Researchers: Dr. Dylan Pickering, Dr. Brittany Keen, Professor Alex Blaszczynski
Funding: National Association for Gambling Studies
Dr. Pickering presented the study results to an audience at the NAGS annual conference at the Novotel, Melbourne and appeared on the ABC Radio National breakfast program to speak on the emergence of DFS in Australia. An article was also published in The Conversation exploring how problem gambling in Australia could be affected by proliferation of online DFS providers: https://theconversation.com/what-the-rise-of-daily-fantasy-sports-will-mean-for-problem-gambling-79998. The final research report was published in the 4th edition of the NAGS Bulletin in January 2018.
Misconceptions about how gaming machines work are at the heart of many gambling disorders. This research tested the effectiveness of a brief animation that explains exactly how gaming machines work to prevent excessive gambling. The animation was most effective at reducing misconceptions amongst regular gaming machine players, however, did not appear as relevant to young people. The research highlights the importance of developing age-appropriate prevention materials for adolescents and of educating regular gamblers about how gaming machines generate losses for players.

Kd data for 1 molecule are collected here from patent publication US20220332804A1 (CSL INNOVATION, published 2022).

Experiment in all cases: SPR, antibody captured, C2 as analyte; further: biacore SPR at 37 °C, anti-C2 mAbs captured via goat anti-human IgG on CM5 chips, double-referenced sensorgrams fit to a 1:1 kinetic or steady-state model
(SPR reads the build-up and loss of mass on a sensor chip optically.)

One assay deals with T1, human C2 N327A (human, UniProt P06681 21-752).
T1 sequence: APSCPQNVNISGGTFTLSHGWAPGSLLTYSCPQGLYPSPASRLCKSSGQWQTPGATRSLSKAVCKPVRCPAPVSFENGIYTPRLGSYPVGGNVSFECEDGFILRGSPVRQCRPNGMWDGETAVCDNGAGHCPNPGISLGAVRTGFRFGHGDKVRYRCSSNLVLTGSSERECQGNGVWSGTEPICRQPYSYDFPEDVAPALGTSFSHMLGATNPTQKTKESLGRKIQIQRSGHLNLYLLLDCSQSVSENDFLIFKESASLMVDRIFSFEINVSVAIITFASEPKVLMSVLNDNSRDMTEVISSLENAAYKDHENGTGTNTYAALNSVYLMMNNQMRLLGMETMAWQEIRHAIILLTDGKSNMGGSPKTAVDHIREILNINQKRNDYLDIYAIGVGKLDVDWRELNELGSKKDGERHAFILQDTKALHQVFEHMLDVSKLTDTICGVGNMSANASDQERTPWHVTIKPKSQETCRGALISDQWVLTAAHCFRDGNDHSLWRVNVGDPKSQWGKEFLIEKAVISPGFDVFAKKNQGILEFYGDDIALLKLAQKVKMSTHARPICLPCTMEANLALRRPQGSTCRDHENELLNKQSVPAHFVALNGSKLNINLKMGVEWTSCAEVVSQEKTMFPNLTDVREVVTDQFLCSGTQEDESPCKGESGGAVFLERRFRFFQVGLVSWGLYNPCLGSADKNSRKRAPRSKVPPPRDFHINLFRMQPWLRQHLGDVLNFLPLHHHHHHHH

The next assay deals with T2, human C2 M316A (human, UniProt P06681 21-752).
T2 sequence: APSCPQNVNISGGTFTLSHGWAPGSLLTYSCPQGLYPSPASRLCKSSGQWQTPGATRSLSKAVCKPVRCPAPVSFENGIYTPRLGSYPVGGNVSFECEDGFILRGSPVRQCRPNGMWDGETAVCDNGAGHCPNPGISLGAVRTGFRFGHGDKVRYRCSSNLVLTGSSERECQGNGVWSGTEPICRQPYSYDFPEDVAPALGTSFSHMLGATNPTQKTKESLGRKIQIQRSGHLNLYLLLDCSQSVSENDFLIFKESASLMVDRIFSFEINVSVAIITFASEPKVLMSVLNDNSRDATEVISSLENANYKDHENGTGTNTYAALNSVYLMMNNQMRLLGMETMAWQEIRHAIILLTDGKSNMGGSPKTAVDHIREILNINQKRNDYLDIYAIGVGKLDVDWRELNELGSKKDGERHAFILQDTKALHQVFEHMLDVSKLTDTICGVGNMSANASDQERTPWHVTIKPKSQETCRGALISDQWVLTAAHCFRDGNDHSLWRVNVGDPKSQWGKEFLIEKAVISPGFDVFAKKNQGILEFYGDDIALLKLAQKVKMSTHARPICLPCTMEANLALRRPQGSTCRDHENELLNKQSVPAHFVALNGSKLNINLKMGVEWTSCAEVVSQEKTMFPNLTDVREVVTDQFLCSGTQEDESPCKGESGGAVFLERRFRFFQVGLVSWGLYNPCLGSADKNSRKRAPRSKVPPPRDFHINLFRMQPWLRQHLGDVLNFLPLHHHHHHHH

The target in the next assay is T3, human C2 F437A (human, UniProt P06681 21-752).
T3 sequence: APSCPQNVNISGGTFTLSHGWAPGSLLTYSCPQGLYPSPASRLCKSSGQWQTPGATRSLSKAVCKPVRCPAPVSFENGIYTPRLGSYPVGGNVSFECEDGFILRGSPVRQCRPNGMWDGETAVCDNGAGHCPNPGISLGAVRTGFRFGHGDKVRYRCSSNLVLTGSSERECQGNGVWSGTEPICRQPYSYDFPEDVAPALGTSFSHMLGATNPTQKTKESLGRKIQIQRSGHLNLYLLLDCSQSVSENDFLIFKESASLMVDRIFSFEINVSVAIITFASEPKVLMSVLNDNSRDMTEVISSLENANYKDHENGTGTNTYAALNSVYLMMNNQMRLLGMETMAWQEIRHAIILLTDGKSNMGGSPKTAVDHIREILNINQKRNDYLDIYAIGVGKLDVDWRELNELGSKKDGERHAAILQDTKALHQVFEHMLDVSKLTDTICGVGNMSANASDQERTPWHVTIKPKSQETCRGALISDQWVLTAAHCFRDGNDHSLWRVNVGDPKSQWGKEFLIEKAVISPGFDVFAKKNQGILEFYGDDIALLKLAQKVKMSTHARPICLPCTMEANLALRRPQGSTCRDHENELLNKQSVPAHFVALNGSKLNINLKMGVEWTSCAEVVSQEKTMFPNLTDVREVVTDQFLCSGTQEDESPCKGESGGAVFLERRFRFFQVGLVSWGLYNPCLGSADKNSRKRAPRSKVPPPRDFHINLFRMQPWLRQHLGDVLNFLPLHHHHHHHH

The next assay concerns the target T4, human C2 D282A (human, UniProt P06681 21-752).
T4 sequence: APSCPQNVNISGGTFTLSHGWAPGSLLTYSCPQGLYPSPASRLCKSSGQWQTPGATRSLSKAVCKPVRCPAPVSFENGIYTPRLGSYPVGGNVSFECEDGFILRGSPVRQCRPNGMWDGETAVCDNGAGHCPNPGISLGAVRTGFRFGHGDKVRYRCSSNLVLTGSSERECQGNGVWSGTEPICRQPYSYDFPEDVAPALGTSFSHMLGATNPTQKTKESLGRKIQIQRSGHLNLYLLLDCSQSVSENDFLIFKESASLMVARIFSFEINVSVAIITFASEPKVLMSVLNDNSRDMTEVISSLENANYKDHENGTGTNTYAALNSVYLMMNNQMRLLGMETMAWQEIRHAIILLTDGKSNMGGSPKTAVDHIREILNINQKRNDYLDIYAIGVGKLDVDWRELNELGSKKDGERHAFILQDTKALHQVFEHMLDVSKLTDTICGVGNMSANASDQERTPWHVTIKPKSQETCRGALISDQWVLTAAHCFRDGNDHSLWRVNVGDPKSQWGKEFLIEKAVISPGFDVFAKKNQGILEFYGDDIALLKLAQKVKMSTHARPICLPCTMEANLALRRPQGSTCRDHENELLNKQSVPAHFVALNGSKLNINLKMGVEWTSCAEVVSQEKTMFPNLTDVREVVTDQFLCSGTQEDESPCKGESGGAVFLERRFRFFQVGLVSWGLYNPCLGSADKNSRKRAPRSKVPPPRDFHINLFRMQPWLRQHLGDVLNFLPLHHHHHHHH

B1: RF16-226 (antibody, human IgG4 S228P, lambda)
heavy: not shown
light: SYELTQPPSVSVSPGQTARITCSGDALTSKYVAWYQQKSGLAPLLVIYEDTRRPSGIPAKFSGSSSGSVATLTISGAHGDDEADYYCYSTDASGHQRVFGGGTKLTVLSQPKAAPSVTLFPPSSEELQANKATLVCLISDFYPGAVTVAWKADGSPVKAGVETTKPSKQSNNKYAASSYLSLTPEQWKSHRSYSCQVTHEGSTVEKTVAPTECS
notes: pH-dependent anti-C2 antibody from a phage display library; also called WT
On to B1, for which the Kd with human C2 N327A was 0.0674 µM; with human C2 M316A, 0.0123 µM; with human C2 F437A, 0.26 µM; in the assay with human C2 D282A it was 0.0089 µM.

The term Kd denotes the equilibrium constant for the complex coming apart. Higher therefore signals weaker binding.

Researchers: Dr. Brittany Keen
Funding: Gaming Technologies Association, individual clubs across NSW and ACT.
Publications: Please contact Dr. Keen for a copy of a one-page summary of this research.
We completed a systematic review which determined that recovery from a gambling problem is conceptualised as a multifaceted process. Results from the systematic review, as well as interviews with individuals seeking treatment for gambling problems helped inform the development of the Recovery Index for Gambling Disorder (RIGD). This measure underwent empirical validation and can be used by clinicians and researchers to track an individual's recovery status over six key dimensions.